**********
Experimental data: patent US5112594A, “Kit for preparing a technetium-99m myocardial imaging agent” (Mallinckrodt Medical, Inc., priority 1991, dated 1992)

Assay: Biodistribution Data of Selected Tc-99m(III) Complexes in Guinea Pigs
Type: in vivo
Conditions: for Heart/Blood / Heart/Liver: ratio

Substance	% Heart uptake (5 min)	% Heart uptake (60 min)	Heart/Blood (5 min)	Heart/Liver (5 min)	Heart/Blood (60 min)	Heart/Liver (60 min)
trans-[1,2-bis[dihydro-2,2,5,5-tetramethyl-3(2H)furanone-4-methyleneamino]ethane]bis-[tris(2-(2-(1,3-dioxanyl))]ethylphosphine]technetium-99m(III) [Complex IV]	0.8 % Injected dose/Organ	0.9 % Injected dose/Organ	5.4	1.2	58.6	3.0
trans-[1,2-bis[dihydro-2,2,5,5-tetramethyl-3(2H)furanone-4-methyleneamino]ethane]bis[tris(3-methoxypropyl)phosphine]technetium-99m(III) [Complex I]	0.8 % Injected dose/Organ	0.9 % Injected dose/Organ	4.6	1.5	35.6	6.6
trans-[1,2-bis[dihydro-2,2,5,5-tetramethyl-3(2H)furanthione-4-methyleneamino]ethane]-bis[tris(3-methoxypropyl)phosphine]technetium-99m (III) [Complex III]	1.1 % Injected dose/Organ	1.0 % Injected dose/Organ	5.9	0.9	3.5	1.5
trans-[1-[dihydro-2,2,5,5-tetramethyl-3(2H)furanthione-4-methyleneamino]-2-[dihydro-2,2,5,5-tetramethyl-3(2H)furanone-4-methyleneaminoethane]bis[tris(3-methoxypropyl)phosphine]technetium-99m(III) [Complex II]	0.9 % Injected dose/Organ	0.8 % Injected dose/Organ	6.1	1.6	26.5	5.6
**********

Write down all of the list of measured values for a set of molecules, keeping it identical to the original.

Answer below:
Experimental data: patent US5112594A, “Kit for preparing a technetium-99m myocardial imaging agent” (Mallinckrodt Medical, Inc., priority 1991, dated 1992)

Assay: Biodistribution Data of Selected Tc-99m(III) Complexes in Guinea Pigs
Type: in vivo
Conditions: for Heart/Blood / Heart/Liver: ratio

Substance	% Heart uptake (5 min)	% Heart uptake (60 min)	Heart/Blood (5 min)	Heart/Liver (5 min)	Heart/Blood (60 min)	Heart/Liver (60 min)
trans-[1,2-bis[dihydro-2,2,5,5-tetramethyl-3(2H)furanone-4-methyleneamino]ethane]bis-[tris(2-(2-(1,3-dioxanyl))]ethylphosphine]technetium-99m(III) [Complex IV]	0.8 % Injected dose/Organ	0.9 % Injected dose/Organ	5.4	1.2	58.6	3.0
trans-[1,2-bis[dihydro-2,2,5,5-tetramethyl-3(2H)furanone-4-methyleneamino]ethane]bis[tris(3-methoxypropyl)phosphine]technetium-99m(III) [Complex I]	0.8 % Injected dose/Organ	0.9 % Injected dose/Organ	4.6	1.5	35.6	6.6
trans-[1,2-bis[dihydro-2,2,5,5-tetramethyl-3(2H)furanthione-4-methyleneamino]ethane]-bis[tris(3-methoxypropyl)phosphine]technetium-99m (III) [Complex III]	1.1 % Injected dose/Organ	1.0 % Injected dose/Organ	5.9	0.9	3.5	1.5
trans-[1-[dihydro-2,2,5,5-tetramethyl-3(2H)furanthione-4-methyleneamino]-2-[dihydro-2,2,5,5-tetramethyl-3(2H)furanone-4-methyleneaminoethane]bis[tris(3-methoxypropyl)phosphine]technetium-99m(III) [Complex II]	0.9 % Injected dose/Organ	0.8 % Injected dose/Organ	6.1	1.6	26.5	5.6